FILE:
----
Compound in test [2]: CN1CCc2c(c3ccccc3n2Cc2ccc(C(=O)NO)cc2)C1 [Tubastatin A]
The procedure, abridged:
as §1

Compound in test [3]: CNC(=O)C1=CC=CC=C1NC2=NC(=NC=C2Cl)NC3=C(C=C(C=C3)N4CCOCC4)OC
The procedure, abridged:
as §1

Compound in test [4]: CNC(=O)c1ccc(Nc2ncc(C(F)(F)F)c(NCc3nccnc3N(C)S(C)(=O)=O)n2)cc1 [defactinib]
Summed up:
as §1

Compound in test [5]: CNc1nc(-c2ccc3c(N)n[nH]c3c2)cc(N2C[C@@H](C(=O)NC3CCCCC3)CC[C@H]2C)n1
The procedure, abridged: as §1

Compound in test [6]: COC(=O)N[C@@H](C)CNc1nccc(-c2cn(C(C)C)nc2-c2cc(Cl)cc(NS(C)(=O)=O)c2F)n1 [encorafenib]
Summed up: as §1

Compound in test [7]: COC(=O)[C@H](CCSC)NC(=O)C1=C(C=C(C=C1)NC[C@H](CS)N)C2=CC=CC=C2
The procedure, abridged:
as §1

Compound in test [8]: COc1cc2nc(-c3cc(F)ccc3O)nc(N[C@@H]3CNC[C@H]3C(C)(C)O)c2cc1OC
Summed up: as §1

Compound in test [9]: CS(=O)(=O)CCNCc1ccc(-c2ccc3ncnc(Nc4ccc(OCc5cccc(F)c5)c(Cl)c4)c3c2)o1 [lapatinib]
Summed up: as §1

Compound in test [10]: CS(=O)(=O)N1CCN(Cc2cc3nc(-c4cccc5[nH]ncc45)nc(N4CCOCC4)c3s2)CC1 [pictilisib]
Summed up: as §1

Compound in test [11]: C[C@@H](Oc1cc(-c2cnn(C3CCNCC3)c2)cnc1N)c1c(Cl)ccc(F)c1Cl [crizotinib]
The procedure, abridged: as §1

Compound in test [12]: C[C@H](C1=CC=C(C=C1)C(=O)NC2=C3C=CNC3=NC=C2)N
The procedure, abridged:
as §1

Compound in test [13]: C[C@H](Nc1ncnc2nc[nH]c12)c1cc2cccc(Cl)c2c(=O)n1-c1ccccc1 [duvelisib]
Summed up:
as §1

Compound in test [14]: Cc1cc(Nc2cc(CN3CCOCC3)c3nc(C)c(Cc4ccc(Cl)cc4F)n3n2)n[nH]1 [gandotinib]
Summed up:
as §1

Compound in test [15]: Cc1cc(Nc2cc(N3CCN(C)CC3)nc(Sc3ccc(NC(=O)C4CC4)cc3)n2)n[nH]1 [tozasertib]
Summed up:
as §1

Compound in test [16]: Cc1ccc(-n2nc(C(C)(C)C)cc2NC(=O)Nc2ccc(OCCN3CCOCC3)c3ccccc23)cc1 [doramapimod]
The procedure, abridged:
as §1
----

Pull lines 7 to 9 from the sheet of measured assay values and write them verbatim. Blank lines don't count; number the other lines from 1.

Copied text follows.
Compound in test [4]: CNC(=O)c1ccc(Nc2ncc(C(F)(F)F)c(NCc3nccnc3N(C)S(C)(=O)=O)n2)cc1 [defactinib]
Summed up:
as §1